Lately, VMUG has become no stranger to controversy after dust-ups with rowdy vendors like Nutanix, and a website launch that was lackluster and fairly disruptive amongst a messy and fast-paced split from SmithBucklin (the original VMUG HQ outsourcer). Now they are dealing with a self-made mess after the announcement that VMUG is joining the Dell Technologies User Community (DTUC) community. There have also been ongoing issues that generally stay at a low, but steady boil, like the corporatization of the organization and the ridiculous “election” process for board members that only gives us members a simple yes/no vote on a full slate of officers. To anyone paying attention, VMUG is seriously hurting right now, and not only because of its own actions.
I’ve been a member of the larger VMware community from the very beginning. I’ve attended every US VMworld (going back to 2004), and all but one of the US Partner Exchange events. I helped start one of the early VMUGs in Omaha in 2006, and led it until 2008. I’ve been a consistent and active member ever since, including a steering committee member the last year or so. I attended one of the first meetings that would later become known as “UserCon” (the Kansas City based Midwest Regional VMUG). I’ve been to and/or spoken at many other VMUGs (both local chapter and UserCon) in Iowa, Indy, Connecticut, Minneapolis, Wisconsin, Dallas, and Houston, among others. I’ve even worked with VMUG as a VMunderground sponsor. I love talking to other VMUG members, and have had many, many discussions with different VMUG leaders, board members, and HQ employees on a wide range of topics. So, needless to say, I’m very vested in the “vCommunity” and continue to support it any way I can (including VMunderground).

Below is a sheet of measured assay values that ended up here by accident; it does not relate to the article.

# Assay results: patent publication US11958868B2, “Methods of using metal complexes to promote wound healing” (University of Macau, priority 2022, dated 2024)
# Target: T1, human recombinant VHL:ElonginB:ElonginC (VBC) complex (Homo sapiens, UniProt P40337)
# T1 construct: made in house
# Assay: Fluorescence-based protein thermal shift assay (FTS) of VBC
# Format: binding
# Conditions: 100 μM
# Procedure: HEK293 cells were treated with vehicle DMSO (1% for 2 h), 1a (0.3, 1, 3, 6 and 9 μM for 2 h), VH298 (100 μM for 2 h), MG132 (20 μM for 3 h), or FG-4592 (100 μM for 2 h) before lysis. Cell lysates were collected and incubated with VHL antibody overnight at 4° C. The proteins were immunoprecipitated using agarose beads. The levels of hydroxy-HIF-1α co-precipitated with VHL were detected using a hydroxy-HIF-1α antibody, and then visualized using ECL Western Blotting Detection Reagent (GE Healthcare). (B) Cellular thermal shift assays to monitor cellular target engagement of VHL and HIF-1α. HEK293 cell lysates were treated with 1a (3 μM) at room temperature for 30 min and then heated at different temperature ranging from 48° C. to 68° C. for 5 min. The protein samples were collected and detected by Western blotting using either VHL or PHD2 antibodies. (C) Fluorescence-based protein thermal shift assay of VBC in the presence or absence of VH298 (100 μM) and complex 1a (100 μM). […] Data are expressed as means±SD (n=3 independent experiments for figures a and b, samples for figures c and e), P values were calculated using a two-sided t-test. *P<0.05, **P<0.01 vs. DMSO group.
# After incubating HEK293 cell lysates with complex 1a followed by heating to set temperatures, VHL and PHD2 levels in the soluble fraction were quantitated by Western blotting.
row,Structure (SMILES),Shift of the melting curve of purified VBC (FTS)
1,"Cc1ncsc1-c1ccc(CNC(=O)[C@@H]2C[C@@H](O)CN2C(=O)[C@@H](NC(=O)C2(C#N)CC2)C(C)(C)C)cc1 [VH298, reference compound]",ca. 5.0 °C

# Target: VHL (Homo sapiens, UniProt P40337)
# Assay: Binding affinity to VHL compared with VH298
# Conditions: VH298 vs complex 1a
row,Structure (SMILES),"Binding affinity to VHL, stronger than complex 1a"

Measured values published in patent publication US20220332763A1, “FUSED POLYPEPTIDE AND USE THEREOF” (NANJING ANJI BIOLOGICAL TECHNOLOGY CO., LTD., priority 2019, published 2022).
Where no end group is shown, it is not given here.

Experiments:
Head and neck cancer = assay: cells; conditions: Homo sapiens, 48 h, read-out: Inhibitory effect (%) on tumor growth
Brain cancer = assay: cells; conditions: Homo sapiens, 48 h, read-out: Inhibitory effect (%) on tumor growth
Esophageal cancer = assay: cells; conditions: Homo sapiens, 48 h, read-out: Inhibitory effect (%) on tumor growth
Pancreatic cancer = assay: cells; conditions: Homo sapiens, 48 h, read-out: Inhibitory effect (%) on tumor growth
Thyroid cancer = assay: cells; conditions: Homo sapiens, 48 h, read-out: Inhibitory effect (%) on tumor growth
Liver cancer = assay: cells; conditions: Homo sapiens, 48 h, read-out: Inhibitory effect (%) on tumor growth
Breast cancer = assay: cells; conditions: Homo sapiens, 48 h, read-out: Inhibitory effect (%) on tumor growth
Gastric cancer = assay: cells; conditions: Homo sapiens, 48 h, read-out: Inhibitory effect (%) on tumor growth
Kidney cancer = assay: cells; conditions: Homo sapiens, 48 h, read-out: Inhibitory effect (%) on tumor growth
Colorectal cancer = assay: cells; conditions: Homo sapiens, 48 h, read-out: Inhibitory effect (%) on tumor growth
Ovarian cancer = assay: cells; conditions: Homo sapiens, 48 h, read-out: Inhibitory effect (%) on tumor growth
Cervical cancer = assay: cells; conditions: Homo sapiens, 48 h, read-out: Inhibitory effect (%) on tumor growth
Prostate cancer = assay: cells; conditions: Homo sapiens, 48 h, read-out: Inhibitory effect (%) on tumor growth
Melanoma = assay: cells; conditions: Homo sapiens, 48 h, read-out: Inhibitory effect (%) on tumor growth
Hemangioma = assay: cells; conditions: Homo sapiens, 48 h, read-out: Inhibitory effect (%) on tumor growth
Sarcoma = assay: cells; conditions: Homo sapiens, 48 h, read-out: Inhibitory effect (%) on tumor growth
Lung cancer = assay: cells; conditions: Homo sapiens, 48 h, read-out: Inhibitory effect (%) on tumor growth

While I don’t think the relationship with DTUC is malicious or selling out the VMUG to Dell, I do think it’s a clear sign of a few things:
- We were right to worry about the independence of VMware from Dell. EMC was already clearly poking holes through the firewall they established to allow VMware to act independently, and Dell clearly is already continuing/accelerating this.
- We were right to question the independence of VMUG from VMware. To me, this is obvious due to the transitive property of the situation. Dell now owns VMware and therefore has special privileges with VMUG, which throws their independence into serious concern.
- The ineptitude of connecting with the community, particularly the people who really make the organization work — the local chapter leaders. This announcement was botched on pretty much every level. I attribute this to the fact that VMUG HQ must be more concerned with the upstream relationships (VMware/Dell) than they are with the downstream relationships (leaders and users). There was no pre-announcement communication to the leaders, which shows a clear disregard for their opinions and a severe breach of trust. The announcement was a strong “this is the greatest thing since sliced bread” announcement, but the fact that they spent the next week explaining the decision away and trying to calm the leaders and members shows it wasn’t completely thought out. I’ve heard that it was held back so it could be a big-splash announcement at DellEMC World, but that’s no reason not to clue in the leaders. They either didn’t believe the leaders would be receptive or don’t understand the power of having a devoted fan base ready to amplify your good news. To be fair, every organization has botched announcements, but this could’ve been completely or largely avoided by cluing in the leaders beforehand.